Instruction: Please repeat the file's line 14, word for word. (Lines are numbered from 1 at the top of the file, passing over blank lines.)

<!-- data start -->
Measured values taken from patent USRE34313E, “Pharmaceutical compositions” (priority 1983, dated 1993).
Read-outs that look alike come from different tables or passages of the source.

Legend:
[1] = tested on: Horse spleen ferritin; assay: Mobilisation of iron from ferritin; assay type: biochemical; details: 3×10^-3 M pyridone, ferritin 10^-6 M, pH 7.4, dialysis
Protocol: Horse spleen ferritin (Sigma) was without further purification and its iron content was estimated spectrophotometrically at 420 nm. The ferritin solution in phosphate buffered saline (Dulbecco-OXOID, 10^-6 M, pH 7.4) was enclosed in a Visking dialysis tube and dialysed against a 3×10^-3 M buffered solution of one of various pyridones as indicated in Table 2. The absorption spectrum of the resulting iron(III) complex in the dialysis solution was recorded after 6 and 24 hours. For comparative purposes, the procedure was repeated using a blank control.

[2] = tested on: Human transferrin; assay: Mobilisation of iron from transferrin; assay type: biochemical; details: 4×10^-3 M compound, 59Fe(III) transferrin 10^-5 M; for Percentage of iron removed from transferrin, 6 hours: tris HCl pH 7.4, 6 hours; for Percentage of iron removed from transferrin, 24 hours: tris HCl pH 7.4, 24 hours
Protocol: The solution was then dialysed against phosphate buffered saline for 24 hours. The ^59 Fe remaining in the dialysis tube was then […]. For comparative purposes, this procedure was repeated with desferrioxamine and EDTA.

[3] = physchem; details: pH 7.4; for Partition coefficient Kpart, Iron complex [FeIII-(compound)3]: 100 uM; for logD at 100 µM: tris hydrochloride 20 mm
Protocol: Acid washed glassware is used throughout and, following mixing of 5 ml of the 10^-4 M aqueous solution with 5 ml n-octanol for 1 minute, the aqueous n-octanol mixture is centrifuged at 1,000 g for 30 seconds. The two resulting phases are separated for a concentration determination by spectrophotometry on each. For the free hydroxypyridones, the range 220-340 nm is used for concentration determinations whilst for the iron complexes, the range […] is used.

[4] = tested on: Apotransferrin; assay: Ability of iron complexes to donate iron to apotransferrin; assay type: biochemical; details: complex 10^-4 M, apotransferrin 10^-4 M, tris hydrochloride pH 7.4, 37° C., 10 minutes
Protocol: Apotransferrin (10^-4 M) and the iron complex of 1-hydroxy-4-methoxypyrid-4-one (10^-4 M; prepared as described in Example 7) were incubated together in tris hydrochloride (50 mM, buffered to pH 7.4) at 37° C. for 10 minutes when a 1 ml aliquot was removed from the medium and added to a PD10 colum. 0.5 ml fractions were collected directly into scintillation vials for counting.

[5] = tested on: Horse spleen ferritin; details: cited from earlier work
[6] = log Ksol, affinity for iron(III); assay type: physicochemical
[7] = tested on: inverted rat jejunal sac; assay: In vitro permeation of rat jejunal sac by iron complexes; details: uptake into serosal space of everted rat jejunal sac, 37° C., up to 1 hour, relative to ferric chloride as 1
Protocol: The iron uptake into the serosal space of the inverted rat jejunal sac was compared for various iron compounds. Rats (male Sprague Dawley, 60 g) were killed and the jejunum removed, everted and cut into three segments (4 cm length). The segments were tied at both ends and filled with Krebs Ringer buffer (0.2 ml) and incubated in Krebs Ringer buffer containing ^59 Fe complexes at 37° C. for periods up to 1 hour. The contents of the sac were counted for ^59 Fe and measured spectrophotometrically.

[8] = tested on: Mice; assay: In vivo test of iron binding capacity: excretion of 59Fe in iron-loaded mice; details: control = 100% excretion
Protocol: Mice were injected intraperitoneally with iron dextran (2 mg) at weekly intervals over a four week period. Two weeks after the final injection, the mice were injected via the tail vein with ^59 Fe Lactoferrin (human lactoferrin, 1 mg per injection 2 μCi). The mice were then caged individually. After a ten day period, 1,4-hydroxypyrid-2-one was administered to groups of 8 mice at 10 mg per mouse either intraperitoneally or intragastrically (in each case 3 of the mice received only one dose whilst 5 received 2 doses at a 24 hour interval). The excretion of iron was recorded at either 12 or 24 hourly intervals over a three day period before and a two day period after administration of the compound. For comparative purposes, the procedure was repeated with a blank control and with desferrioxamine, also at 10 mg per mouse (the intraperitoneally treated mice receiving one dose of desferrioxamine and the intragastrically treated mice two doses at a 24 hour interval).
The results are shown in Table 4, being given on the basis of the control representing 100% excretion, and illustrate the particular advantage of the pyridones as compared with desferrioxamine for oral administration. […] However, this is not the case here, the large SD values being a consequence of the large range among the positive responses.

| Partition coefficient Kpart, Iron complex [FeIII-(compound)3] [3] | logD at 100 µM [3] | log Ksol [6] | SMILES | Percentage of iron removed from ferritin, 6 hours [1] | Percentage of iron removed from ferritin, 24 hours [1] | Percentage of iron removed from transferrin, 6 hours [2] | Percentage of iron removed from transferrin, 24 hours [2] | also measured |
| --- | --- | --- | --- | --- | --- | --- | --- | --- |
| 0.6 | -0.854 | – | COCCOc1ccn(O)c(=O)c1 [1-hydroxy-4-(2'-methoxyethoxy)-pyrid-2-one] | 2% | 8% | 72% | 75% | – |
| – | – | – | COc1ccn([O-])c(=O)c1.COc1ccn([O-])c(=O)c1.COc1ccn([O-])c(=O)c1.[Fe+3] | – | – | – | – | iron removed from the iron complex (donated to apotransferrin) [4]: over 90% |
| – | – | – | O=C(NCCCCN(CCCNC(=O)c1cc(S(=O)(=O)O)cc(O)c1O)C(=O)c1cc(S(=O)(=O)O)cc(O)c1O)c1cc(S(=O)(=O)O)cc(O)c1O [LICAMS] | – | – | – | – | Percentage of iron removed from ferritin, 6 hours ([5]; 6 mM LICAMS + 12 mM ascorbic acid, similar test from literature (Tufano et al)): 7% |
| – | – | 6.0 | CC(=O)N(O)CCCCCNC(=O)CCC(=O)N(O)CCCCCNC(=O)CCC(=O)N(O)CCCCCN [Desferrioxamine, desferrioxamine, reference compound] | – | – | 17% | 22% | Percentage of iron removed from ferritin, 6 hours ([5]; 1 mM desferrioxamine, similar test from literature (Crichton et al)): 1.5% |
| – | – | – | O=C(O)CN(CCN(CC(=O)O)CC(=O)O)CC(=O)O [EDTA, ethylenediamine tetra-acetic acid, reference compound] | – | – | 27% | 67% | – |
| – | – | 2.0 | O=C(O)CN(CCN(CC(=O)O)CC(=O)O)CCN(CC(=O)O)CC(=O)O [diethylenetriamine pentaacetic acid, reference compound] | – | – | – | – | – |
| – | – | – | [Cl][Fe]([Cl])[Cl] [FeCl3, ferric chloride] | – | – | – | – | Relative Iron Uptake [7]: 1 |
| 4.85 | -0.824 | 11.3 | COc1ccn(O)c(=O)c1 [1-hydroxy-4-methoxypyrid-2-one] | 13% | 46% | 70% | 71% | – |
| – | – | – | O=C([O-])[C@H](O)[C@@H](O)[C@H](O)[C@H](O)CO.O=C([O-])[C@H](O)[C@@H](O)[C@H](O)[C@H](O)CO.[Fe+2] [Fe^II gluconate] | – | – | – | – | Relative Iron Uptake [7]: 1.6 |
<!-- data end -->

[7] = tested on: inverted rat jejunal sac; assay: In vitro permeation of rat jejunal sac by iron complexes; details: uptake into serosal space of everted rat jejunal sac, 37° C., up to 1 hour, relative to ferric chloride as 1